Janne Müller-Wieland was dropped from the German Olympic hockey team in May, despite being captain and having led the national squad to a bronze medal at the Rio Games.
Not being sent to Tokyo was a blow, she says. But unlike many of her fellow Olympians, she says her identity is not tied to her sport. She and her wife have recently had a baby, an experience she “wouldn’t change for the world”. She is co-founder of Unthink, a leadership development consultancy, and already has a record as an entrepreneur. Critically, she told me, “I know I’m more than just a hockey player.”
In interviews with Olympic medallists in the coming days, “What’s next?” is the question you are least likely to hear posed.
It is certainly a question many athletes, obsessively focused on their dream of podium glory, avoid putting to themselves.
In that, they are not dissimilar from certain successful businesspeople, dragging out their blinkered pursuit of glory at the expense of a healthier balance and a better long-term future.
It takes a lot to snuff out the dream of another chance at gold. The hope is kept alive by the extraordinary comeback stories of athletes such as Britain’s Dame Kelly Holmes, who overcame disappointments, injuries, depression and self-harm. Yet even after going on to win gold medals in the 800m and 1,500m in the 2004 Athens Olympics, she admits she felt depressed about the loss of identity and structure after she quit in 2005.
One poll of US Olympians and hopefuls in 2001 suggested two-thirds feared their future after retirement and 43 per cent had trouble entering the workforce. Another, by the UK's Professional Players Federation, showed half of former athletes did not feel in control of their lives two years after their careers ended, according to a BBC State of Sport investigation in 2018.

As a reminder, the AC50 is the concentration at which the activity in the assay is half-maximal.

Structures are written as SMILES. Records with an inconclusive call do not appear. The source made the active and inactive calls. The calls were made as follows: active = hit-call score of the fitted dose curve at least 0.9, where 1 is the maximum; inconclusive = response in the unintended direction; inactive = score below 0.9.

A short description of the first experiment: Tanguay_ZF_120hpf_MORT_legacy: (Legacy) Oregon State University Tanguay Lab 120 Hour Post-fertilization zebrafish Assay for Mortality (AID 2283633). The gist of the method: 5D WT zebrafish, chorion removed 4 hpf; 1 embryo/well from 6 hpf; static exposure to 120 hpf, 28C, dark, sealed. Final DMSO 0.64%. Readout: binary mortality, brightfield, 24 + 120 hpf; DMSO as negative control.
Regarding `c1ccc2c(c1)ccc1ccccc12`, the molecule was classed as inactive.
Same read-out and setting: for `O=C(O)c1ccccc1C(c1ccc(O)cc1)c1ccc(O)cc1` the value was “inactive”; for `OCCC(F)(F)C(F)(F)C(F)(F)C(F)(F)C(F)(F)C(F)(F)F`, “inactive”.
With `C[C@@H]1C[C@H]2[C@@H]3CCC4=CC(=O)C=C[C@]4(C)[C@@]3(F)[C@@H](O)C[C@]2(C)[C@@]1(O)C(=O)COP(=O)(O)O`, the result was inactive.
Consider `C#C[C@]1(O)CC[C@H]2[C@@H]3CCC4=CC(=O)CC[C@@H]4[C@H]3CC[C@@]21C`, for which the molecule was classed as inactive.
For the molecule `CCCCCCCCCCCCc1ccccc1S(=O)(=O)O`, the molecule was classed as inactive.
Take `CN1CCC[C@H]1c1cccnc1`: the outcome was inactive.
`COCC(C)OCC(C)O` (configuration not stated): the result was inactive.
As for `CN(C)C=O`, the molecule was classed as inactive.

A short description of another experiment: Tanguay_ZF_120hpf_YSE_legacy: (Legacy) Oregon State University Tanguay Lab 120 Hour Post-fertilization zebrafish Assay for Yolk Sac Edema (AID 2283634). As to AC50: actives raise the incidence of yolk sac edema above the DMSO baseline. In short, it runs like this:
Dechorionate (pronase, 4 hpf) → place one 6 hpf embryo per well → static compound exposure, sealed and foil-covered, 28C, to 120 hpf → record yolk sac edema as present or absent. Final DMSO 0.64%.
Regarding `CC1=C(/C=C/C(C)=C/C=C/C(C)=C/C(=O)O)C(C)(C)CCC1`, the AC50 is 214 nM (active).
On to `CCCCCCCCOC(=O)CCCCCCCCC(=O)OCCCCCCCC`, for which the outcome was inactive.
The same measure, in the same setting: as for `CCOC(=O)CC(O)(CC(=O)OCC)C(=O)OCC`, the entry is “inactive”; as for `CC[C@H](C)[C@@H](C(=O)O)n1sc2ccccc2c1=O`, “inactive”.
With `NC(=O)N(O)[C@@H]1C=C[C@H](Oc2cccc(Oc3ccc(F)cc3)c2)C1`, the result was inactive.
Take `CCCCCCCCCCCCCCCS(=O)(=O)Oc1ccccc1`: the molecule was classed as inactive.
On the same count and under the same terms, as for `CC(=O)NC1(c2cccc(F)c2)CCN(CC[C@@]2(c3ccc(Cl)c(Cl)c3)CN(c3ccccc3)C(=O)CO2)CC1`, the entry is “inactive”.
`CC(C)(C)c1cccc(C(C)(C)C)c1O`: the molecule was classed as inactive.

"It's never too early to prepare for that jump," says Mayi Cruz Blanco, head of sport solutions for recruitment agency Adecco, which works with the International Olympic Committee on career development for athletes. "But more often than not, athletes don't have the awareness of that moment."
Their fate does depend to some degree on their sport. The modern pentathlon is a "late-maturity" sport, says Joël Bouzou, who was able to "put two careers together at the same time" while competing in four Games for France between 1980 and 1992. Now president of the World Olympians Association, a networking and support system for anyone who has competed in the Games, he started as a PE teacher, then took qualifications in biology, law and economics in preparation for roles in philanthropy and sports administration.
Cath Bishop, an Olympic oarswoman who became a diplomat and leadership coach, points out that elite rowers generally do not give up their teenage years to training, unlike, say, swimmers or gymnasts. Class and background also play a part in providing the educational foundation for later success.
The transition to the workplace is bound to be hard, though, for any elite athlete. Bishop says it can be a surprise to realise that not everyone in the office is trying to “be the best they can be” every day. Müller-Wieland, who was part of an EY internship programme to bring sportswomen into business, recalls the shock of no longer receiving constant feedback.
Retired athletes, even if they are late to the workplace and short on technical skills, have much to offer employers in terms of drive, resilience and analytical nous, quite apart from the reflected glory of their medals.
A wider lesson, however, is that a narrow devotion to winning at any cost is not as productive as it seems. In business, it helps you “get the job done, but it’s not a great recipe for being creative or collaborative”, says Bishop.
– Copyright The Financial Times Limited 2021